23 June 2014

A visit to the skull of Saint John the Baptist

With the praying of first Vespers this evening, we have entered (or will soon enter) into the Solemnity of the Nativity of Saint John the Baptist, the patron of the parish to which I belonged as a boy. Consequently, this day - and the memorial of his passion on August 29th fills my heart with many happy memories of people whom I have loved and who loved me.

Many of my fellow parishioners under the Forerunner's patronage were models of Christian living and gave me a clear example of faith, hope, and love to follow. In fact, it is because of my fellow parishioners that I was able to discern the Lord calling me to share in his priesthood, especially through their encouragement and prayers.

At the same time, though, both of these two days also fills my heart with a certain grief over what has been lost. St. John the Baptist parish was merged in 1999 with St. Rose of Lima parish to form All Saints parish while continuing to use both churches. All Saints parish merged with Immaculate Conception parish in 2006 to form Blessed Sacrament parish and the church of St. John the Baptist was sold. It is a sadness I still carry with me.

Still, I consider Saint John the Baptist to be one of my principle patrons - together with Saints Francis of Assisi, Clare of Assisi, Damien of Molokaii, Marianne Cope, and John Bosco. Since tomorrow I will be in Belgium visiting the birthplace and tomb of the Leper Priest, I decided this evening to visit the church of San Silvestro in Capite (which is dedicated to Pope Saint Sylvester I, who baptized the Emperor Constantine), just a few minutes' walk from the Casa Santa Maria, to pray evening prayer in the chapel that houses the skull of Saint John the Baptist:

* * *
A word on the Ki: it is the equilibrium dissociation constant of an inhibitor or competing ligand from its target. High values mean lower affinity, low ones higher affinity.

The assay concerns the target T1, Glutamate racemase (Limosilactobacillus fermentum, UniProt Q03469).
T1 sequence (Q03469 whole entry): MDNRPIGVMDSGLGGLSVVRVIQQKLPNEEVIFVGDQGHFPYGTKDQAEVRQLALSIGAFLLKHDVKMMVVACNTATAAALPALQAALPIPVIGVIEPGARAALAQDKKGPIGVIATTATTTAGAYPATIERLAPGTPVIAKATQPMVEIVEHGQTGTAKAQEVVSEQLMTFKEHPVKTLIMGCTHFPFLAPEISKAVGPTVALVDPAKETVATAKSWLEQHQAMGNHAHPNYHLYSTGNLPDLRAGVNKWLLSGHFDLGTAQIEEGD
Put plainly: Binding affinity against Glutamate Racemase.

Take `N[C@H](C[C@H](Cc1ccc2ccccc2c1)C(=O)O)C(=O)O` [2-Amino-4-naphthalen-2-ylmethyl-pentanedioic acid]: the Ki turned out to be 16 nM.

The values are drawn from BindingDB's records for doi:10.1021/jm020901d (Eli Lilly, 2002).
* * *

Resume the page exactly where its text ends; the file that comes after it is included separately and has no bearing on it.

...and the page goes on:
To the right of the church is the post office that always gives me so much trouble
The initial church was built in the eighth century over the remnants of a temple dedicated to Sol Invictus (yes, the Sol Invictus we inevitably hear about before Christmas) to house relics of the martyrs that at the time were being translated from some of the catacombs. How fitting, then, that it also houses the skull of the great witness to marriage:

While in the chapel, I especially remembered my fellow parishioners who were so very good to me and showed me how to follow the wisdom of Saint John: "He [Jesus] must increase; I must decrease" (John 3:30). I do not always succeed in this, but still I try.

In one of his sermons for the Solemnity of the Nativity of Saint John the Baptist, Saint Anthony of Padua says:
Note that Elizabeth conceived in the seventh month, September, and gave birth birth in June. Even so, the soul conceives in the 'seventh' (the sabbath), that is, in stillness, by devotion of mind; and she bears her son, good work, in June, called 'Siban' in Hebrew, meaning 'rightness of gift'. The gift of grace which she conceives in her mind, she brings forth in rightness of action.
While in the desert, Saint John devoted his mind to the will of the Lord and emerged to call everyone to repentance, even an adulterous king who would later take his head. Let us ask Saint John to intercede for us, so that we, too, always bear witness to the truth, no matter the cost.

No comments:

Post a Comment